CDC backs Pfizer COVID-19 vaccine booster shots for millions of seniors and some others

The Centers for Disease Control and Prevention on Thursday endorsed booster shots for millions of older or otherwise vulnerable Americans, opening a major new phase in the U.S vaccination drive against COVID-19.

CDC Director Dr. Rochelle Walensky signed off late Thursday on a series of recommendations that a panel of advisers made earlier in the day. The advisers said boosters should be offered to people 65 and older, nursing home residents and those ages 50 to 64 who have risky underlying health problems. The extra dose would be given once they are at least six months past their last Pfizer shot.

However, Walensky decided to make one recommendation that the panel had rejected.

The panel voted against saying that people can get a booster if they are ages 18 to 64 years and are health care workers or have another job that puts them at increased risk of being exposed to the virus.

But Walensky disagreed and put that recommendation back in, noting that such a move aligns with the Food and Drug Administration’s Pfizer booster authorization decision earlier this week. The category she included covers people who live in institutional settings that increase their risk of exposure, such as prisons or homeless shelters, as well as health care workers.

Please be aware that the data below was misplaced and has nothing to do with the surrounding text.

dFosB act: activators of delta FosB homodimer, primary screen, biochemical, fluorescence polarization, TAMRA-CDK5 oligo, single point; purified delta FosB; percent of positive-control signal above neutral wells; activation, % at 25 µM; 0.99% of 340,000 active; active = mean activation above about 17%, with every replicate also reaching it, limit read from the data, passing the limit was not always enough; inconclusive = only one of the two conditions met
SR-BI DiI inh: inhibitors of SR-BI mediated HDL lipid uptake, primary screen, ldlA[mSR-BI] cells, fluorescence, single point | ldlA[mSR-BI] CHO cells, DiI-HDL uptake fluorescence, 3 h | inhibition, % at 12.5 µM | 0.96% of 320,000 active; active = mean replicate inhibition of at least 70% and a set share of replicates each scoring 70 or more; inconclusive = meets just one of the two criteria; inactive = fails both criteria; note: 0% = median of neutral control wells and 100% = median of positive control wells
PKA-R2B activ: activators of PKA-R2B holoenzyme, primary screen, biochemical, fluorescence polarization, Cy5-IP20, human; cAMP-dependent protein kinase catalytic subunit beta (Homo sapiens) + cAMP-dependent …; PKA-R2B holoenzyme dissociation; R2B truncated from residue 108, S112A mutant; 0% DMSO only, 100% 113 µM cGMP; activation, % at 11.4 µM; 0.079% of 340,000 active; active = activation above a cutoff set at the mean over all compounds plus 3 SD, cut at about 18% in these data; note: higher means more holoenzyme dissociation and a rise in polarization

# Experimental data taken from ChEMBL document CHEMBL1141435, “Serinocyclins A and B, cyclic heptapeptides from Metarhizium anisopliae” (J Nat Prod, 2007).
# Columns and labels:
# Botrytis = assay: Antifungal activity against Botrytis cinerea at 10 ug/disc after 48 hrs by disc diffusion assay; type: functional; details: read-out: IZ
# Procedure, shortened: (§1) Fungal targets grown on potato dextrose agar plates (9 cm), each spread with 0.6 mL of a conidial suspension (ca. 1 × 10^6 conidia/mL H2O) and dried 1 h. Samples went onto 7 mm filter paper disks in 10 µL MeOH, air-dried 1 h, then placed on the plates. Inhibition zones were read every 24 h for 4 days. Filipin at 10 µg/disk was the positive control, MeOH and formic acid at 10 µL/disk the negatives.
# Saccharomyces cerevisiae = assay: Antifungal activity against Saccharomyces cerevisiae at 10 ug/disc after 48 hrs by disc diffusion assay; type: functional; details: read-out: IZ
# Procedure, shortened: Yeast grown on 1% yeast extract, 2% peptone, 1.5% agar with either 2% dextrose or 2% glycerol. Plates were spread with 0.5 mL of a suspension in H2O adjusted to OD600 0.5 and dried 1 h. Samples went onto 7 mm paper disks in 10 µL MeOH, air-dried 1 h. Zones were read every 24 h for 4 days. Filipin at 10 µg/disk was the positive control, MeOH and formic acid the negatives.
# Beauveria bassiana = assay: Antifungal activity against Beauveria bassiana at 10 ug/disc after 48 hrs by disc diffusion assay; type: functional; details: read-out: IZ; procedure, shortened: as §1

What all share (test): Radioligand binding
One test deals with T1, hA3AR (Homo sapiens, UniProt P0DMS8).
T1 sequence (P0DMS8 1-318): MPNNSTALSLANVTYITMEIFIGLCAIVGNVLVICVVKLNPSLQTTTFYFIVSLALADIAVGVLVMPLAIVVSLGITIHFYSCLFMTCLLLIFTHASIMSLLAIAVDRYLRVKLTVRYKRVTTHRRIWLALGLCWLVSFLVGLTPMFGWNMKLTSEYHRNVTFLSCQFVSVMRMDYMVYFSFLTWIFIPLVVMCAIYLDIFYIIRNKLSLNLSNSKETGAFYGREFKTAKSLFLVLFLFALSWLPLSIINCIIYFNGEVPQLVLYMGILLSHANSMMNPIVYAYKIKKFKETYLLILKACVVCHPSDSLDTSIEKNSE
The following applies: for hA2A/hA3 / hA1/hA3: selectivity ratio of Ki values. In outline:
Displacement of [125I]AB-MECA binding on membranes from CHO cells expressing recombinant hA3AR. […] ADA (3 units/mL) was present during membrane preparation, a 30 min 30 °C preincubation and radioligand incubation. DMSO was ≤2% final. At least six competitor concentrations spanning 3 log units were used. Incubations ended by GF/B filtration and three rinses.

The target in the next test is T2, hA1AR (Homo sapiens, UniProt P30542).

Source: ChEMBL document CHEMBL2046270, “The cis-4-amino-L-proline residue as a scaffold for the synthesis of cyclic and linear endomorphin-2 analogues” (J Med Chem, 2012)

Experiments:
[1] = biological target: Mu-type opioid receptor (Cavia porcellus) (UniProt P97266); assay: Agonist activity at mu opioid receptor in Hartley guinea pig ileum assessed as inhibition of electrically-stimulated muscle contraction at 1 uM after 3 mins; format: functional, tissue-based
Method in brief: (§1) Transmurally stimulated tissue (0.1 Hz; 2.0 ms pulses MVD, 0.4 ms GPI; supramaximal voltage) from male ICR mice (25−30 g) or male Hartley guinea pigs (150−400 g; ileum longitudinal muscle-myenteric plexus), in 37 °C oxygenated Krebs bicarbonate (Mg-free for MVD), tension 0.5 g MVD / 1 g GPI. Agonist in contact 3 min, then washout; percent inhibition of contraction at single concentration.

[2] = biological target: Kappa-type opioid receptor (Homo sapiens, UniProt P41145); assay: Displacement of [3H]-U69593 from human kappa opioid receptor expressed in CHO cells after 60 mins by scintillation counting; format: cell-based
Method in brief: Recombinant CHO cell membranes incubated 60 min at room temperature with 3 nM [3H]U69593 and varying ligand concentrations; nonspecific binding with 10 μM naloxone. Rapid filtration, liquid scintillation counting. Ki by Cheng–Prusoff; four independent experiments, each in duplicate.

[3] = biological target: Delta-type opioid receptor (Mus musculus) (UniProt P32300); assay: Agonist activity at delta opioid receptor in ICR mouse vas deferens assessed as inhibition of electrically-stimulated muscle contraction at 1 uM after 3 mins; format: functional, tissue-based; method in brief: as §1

The panel had offered the option of a booster for those ages 18 to 49 who have chronic health problems and want one. But the advisers refused to go further and open boosters to otherwise healthy frontline health care workers who aren’t at risk of severe illness but want to avoid even a mild infection.

The panel voted 9 to 6 to reject that proposal. But Walensky decided to disregard the advisory committee’s counsel on that issue. In a decision several hours after the panel adjourned, Walensky issued a statement saying she had restored the recommendation.

CDC endorses COVID-19 vaccine booster shots
Dr. Rochelle Walensky, director of the Centers for Disease Control and Prevention testifies during a Senate Health, Education, Labor and Pensions Committee hearing on the federal coronavirus response on Capitol Hill in March 2021.

Susan Walsh / AP


“As CDC Director, it is my job to recognize where our actions can have the greatest impact,” Walensky said in a statement late Thursday night. “At CDC, we are tasked with analyzing complex, often imperfect data to make concrete recommendations that optimize health. In a pandemic, even with uncertainty, we must take actions that we anticipate will do the greatest good.”